Does Waltz mean to turn in German? – Center For Social Dance Facebook Reviews Appetite

No, exactly. Waltz is German; and by “translation,” I mean actually to give the German character of the passage, i.e., its sense. But it’s not really German, it’s just the English that we translate it in the book. It’s just as clear English as we could find and translate.

If the film had been filmed in the English language and had just used a similar voiceover, how would you have written it?

We could just use a narrator that would go over the whole book. But, of course, you know, we don’t want to do that. We prefer for people to be able to decide. They can have the benefit of seeing the play in that way, and then be able to see what is happening within the action. I’m sure the English language would be great; we love it; we think it would be fun to do.

Why do you need the English subtitles?

Because when people take subtitles they get a more complete picture of what’s going on. They get to see the characters’ faces, their faces are more distinct than with the usual subtitles. For some people, even though they watch the play in standard language, they never get to see their own English faces.

Which is why you wrote German subtitles in the first place. It’s something that you don’t get to do all the time—and it’s an absolute pleasure when you do see your own face. It is very nice to have that opportunity.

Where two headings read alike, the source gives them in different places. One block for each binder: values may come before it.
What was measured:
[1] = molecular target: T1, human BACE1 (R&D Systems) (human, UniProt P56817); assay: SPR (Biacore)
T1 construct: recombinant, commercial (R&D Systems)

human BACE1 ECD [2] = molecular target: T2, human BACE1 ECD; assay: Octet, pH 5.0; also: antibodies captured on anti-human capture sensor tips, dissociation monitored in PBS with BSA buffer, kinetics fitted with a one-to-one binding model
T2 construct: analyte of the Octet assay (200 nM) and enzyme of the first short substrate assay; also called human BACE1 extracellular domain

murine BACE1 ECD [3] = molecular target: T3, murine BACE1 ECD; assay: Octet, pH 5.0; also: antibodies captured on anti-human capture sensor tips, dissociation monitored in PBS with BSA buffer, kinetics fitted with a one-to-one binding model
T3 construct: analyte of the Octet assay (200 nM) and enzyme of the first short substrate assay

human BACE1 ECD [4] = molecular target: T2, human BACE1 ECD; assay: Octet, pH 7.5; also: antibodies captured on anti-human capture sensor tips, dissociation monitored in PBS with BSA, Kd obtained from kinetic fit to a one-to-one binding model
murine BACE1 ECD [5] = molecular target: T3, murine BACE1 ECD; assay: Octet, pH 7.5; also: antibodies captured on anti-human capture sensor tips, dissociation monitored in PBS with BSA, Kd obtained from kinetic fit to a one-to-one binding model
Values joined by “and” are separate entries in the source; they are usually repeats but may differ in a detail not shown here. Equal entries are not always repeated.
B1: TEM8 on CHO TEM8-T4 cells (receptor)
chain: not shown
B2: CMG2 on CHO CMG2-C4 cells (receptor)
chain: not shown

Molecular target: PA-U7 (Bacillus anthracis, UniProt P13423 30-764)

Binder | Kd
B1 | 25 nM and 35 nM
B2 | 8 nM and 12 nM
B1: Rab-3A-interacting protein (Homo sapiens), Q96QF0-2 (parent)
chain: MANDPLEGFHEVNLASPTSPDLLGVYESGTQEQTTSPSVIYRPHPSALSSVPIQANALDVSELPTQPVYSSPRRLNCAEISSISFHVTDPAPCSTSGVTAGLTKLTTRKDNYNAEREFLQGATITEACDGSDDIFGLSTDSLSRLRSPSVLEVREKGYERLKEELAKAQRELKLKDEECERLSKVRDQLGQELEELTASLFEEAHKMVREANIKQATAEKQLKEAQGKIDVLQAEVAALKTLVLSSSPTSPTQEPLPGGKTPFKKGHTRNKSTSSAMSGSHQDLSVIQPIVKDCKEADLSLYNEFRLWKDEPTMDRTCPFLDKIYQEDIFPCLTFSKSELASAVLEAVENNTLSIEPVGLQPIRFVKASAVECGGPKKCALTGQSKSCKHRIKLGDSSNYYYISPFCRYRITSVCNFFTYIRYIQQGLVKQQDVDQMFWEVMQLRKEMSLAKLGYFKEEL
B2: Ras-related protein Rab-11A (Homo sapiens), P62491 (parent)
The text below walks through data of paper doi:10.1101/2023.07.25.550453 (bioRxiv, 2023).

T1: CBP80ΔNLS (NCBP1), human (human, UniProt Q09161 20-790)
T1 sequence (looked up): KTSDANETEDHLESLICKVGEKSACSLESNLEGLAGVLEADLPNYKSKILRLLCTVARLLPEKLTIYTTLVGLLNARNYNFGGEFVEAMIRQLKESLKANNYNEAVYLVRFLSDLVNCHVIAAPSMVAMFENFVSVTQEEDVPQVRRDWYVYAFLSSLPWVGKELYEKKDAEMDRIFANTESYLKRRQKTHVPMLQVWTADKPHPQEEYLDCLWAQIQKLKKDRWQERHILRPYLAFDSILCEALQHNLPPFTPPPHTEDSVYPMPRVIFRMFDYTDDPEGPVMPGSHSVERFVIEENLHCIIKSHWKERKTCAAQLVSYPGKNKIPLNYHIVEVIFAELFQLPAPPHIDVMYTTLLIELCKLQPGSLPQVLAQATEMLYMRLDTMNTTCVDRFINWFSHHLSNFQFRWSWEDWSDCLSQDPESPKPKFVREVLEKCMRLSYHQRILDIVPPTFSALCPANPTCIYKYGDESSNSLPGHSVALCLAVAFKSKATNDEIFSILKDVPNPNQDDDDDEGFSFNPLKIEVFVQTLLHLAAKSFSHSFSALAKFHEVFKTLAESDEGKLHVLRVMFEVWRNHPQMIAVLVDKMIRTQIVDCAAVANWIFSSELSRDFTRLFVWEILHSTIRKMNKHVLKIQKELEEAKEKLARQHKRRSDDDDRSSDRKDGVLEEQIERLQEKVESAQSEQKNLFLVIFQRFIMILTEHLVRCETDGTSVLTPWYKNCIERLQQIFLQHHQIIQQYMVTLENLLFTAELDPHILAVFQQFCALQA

And now I know the German voiceover will come when you put that film out; the film is already out (and, as of yesterday, you’re working on a second one, in German).

What is the significance of the German-language play?

I think to have a play that is of the caliber that Biedermann’s is has an enormous effect on the cultural and literary atmosphere of the city. In my opinion, the play is also representative of that atmosphere. The play has been performed for over 40 years. I haven’t read any books in the English language that were written by the same author during those 40 years. In fact, my knowledge of the play is very limited. It represents the cultural state of play in the city of Frankfurt. It’s like the other plays I have read where you feel as if you were sitting with people that can see, who can hear, all the way through the drama. You know them so well, for instance

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